It's a bittersweet thing, if I may say, because I do believe the mechanical pieces we require are in place in one form or another. I think the fundamental change that needs to happen first and foremost is that we must define what we want our programs of benefits and services to be. What ability we are trying to bring back to this transitioning member first needs to be determined.
I think the secondary issue that we're having is on who is responsible for what at any point in time. It's very convoluted now. I mean, there are various entities that can reach back to a member, so it's a little confusing on who's doing what. I believe there are programs that are running in duplication that could be sequenced. We could even see reductions in costs to the Government of Canada. There are many possibilities, but I think it's first and foremost, clear lines of responsibility and setting the program needs to our desired outcomes.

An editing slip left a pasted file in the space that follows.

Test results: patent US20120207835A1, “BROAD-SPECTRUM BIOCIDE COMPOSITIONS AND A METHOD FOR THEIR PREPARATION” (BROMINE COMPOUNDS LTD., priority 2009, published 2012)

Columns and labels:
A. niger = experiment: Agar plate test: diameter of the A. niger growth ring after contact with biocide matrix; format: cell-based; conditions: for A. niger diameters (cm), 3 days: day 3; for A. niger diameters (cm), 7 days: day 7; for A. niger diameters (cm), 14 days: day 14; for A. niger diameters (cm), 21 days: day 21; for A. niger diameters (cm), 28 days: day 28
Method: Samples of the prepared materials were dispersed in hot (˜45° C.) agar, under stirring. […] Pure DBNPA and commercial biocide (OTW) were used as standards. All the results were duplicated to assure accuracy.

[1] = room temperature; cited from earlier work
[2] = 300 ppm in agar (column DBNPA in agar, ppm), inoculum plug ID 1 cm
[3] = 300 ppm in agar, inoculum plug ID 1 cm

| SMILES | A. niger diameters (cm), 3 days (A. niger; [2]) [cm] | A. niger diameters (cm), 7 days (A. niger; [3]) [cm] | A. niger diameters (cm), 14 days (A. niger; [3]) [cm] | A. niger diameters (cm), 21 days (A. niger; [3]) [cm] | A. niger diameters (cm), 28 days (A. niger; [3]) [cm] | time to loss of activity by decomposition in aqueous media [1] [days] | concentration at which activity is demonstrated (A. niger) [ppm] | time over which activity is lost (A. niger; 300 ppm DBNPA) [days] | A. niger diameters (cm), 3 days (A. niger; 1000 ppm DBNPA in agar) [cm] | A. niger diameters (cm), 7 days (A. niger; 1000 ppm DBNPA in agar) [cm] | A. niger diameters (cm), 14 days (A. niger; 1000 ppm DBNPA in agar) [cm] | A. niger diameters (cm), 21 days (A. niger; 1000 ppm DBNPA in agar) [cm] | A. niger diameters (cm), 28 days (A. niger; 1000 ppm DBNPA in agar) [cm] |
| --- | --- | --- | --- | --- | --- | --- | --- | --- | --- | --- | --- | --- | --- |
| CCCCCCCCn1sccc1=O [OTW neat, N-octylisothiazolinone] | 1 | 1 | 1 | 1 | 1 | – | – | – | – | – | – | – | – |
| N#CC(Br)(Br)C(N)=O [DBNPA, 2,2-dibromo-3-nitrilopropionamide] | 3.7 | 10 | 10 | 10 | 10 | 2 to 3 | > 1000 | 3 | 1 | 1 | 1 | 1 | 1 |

If we look at where the chief of defence staff is going, talking about the journey, he's talking about building some of these things. The JPSU needs to be the centre where these people are assigned, with a clear chain of command and one person responsible to decide when a member is being released and when Veterans Affairs Canada should be engaged.
The pieces are there; it's how we're exercising them, I think, is where we find the problem. Then we'll come up against some legislative...where there are certain authorities given to Veterans Affairs or not to the department, or they are given to the department. We need to decide who should have these responsibilities and who should be given this legislative right to implement these programs and services.
I think that the pieces we need are in place. It's a matter now of clearly defining what the programs are to be, who should be responsible, and giving that person the resources they need to do the job.